Not-so-happy Haneke

October 8, 2009

I find Anthony Lane’s recent New Yorker profile of Michael Haneke lazy and mostly unenlightening to anyone familiar with Haneke’s work. The majority of the piece is preoccupied with illustrating the difference between films that entertain and films that are intellectually engaging, and why the latter are important. Now, the average New Yorker reader may not be especially film-literate, but he or she is probably versed in the arts and has a generally thoughtful and perceptive outlook on the world. Surely he/she doesn’t need an extended explanation of the difference between diagetic music and a score that manipulates viewers’ emotions (which is a token contrast cited between Hollywood and art films). I often complain of Haneke’s condescension towards his audience, and this is another kind of condescension from Lane—wasting our time explaining things that don’t need much explanation, and not taking his profile subject to task for his already outspoken artistic attitudes. Even the title, “Happy Haneke,” broadcasts both the subject’s and writer’s complacency.

Haneke is an extremely provocative director, and Lane did not approach any of the meaty controversies that his films provoke in favor of a bland, flattering retelling of Haneke’s surface interests and philosophies. He brings up one argument from Haneke’s “detractors,” that in order to condemn societal evils, Haneke must indulge them to portray it in his films. But Lane brushes this away with adulation from Haneke’s formidable leading lady Juliette Binoche and a favorite moral tale of Haneke’s of when he intervened in a cowardly display of child abuse.

My main issues with Haneke are his didacticism and his arrogant attitude towards his audience. The first topic Lane totally ignores and the second he dismisses with a surface quotation from Haneke about how he respects the audience member that feels uncomfortable during his films. These films are not supposed to baby you, Lane reminds us over and over. Why didn’t he probe Haneke deeper on the subject, perhaps on the belief he reveals in the video interview on the Funny Games DVD that if a viewer stays and watches the whole film he/she has been complicit in its violence? That he expects the morally sound audience member who does not want to be a participant in the violence to walk out of the theatre during his film? This attitude deeply troubles me. Walking out of a film is a fairly radical act, especially for the average movie-goer (it would seem to me), and to reprimand your audience for staying to watch your whole film is disgusting.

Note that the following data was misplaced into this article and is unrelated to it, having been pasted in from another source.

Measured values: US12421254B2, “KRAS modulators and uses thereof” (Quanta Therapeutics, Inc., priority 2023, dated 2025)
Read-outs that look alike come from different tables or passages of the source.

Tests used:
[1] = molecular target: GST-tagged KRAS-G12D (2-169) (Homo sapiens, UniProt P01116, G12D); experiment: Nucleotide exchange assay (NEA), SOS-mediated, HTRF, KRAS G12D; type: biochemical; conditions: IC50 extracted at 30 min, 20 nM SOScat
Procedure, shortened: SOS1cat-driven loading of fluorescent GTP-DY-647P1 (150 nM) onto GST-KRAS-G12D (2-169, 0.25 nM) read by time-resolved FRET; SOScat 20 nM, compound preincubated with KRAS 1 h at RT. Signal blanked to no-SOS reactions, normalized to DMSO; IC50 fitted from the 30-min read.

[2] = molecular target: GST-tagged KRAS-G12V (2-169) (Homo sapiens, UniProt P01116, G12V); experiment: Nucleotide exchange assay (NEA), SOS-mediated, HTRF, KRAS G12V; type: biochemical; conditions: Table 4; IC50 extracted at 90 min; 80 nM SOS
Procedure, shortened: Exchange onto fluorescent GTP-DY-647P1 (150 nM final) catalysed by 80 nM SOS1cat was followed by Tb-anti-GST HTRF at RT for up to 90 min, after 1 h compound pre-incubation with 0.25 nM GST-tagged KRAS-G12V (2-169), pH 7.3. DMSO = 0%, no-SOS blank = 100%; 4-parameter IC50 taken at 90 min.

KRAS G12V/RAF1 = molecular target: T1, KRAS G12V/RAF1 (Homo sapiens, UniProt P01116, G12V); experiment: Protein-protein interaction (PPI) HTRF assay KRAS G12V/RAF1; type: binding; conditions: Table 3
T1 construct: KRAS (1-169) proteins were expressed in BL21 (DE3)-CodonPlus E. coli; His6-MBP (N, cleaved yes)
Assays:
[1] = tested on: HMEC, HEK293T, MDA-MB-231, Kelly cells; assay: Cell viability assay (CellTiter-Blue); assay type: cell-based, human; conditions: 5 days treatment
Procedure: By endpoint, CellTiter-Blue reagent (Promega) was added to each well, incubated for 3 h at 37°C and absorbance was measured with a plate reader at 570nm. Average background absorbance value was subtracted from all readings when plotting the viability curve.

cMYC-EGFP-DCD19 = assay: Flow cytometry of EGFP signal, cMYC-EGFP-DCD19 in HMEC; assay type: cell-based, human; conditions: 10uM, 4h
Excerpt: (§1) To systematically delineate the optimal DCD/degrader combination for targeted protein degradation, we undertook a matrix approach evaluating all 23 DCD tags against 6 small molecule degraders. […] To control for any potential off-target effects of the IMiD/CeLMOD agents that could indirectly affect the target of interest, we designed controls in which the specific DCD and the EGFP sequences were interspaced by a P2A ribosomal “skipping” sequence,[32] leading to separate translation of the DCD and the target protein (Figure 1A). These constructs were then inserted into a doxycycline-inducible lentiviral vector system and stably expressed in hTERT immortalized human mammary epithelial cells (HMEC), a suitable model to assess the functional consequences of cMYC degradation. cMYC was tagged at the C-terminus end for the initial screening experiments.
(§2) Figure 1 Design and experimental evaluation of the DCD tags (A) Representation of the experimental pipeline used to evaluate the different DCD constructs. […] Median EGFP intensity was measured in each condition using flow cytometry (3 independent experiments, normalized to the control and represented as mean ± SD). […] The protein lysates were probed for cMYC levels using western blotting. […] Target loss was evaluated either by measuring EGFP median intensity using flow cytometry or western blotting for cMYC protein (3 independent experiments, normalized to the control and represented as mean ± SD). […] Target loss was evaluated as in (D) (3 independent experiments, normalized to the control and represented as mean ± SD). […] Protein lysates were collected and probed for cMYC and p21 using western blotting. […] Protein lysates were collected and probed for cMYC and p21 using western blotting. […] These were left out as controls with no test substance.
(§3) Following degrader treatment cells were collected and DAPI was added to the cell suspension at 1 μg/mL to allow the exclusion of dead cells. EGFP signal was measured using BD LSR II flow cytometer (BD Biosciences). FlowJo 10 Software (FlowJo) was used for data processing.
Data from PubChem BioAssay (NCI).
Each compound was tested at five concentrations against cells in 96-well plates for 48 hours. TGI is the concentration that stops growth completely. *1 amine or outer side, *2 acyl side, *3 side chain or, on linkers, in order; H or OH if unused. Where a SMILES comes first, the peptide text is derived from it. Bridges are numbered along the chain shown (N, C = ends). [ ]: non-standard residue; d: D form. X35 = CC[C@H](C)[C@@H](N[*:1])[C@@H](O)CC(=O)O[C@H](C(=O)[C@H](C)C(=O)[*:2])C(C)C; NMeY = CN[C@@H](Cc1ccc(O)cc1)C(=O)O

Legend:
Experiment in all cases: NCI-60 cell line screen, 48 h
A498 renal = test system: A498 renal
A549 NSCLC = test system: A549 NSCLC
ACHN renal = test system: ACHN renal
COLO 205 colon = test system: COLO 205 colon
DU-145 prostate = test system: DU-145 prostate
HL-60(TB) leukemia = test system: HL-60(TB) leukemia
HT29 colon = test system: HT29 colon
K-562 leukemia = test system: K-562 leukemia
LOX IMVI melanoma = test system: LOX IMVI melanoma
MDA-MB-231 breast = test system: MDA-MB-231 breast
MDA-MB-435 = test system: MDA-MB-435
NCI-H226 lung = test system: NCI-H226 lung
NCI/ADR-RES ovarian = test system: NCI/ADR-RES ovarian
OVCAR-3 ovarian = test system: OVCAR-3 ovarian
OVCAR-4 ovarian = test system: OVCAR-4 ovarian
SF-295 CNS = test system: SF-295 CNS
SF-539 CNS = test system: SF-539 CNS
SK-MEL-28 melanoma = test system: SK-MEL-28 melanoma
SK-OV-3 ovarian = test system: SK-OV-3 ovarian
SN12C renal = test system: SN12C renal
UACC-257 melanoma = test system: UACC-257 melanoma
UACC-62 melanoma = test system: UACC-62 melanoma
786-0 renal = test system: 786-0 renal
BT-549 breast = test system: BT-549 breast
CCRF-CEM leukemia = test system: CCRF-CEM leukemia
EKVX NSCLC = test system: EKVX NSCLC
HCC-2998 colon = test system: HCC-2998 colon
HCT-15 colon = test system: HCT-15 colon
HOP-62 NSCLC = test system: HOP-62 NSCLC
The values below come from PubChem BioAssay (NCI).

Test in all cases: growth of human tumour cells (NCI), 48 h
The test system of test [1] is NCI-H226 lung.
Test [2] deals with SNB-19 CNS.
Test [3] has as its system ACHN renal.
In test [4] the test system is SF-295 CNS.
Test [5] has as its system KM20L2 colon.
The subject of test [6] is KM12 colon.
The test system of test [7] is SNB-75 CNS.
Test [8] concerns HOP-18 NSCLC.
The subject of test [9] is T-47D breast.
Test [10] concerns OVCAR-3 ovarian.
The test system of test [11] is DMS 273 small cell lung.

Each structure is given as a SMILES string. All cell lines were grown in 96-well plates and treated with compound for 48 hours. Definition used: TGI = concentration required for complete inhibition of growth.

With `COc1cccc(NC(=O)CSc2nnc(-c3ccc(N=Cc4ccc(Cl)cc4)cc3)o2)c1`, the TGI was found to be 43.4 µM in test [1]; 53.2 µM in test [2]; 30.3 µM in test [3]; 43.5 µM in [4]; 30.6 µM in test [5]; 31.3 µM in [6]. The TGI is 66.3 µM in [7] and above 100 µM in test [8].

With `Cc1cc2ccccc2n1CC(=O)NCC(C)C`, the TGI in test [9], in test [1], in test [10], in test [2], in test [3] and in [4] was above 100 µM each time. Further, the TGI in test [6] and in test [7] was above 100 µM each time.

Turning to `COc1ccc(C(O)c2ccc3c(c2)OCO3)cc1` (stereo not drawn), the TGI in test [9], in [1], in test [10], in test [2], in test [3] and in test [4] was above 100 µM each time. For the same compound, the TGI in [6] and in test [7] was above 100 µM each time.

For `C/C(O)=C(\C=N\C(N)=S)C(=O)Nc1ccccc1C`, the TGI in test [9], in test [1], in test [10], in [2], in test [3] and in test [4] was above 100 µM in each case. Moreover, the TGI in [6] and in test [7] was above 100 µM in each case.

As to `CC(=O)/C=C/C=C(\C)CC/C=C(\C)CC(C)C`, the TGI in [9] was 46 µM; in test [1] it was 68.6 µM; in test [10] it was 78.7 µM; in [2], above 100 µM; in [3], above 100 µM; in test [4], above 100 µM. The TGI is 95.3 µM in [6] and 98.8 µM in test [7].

One major dilemma with Haneke’s work, as my former BU professor Roy Grundmann has voiced eloquently, is that often his views on participation in violence are aimed at the type of audience member who most likely will never see his films. He tries to show us the dangers of portraying violence romantically or playing it for laughs, and yet his audience is limited to the art house crowd. This point of intended audience seems especially relevant here, since Lane quotes Haneke as saying how much he hates going to multiplexes and what sorry establishments they are, and how the whole communalism of movie-going should be corrected. Wasn’t a major motivation for remaking Funny Games in the U.S. with stars to get closer to his target audience? The ones who would learn their lesson the most?

Over and over Lane says how Haneke challenges his audience, but never does he investigate Haneke’s tendency to use film as a means of making statements, devoid of warmth or sympathy. Haneke identifies evils in post-modern society, and does not so much explore them as construct a platform through which he can show us what we do wrong. From Benny’s Video to Caché to Code inconnu and even to The Seventh Continent (which I feel is a magnificent film and Haneke’s best), there is always the sense that we the audience should share the guilt of the characters’ perversions of morality. I think of him looking on smugly as he conceived the scene in Funny Games where, after a character finally wrests control away from the boyish villains and shoots one of them, the scene suddenly rewinds and the victims are left more hopeless than ever. It displays such utter disrespect for his audience (of course, the responsible ones have walked out by this point) to create a trap for them to fall into so that he can lord it over them and self-righteously prove to them, “See! You were complicit in this violence! You have condoned murder!”

I obviously have an empassioned reaction to Haneke’s work but I can’t write him off or refuse to engage with his films anymore (tired as I may be). I wish Anthony Lane hadn’t been so preoccupied with explaining how people should approach Haneke’s films, and instead investigated Haneke’s own approach, which is endlessly provocative and interesting.


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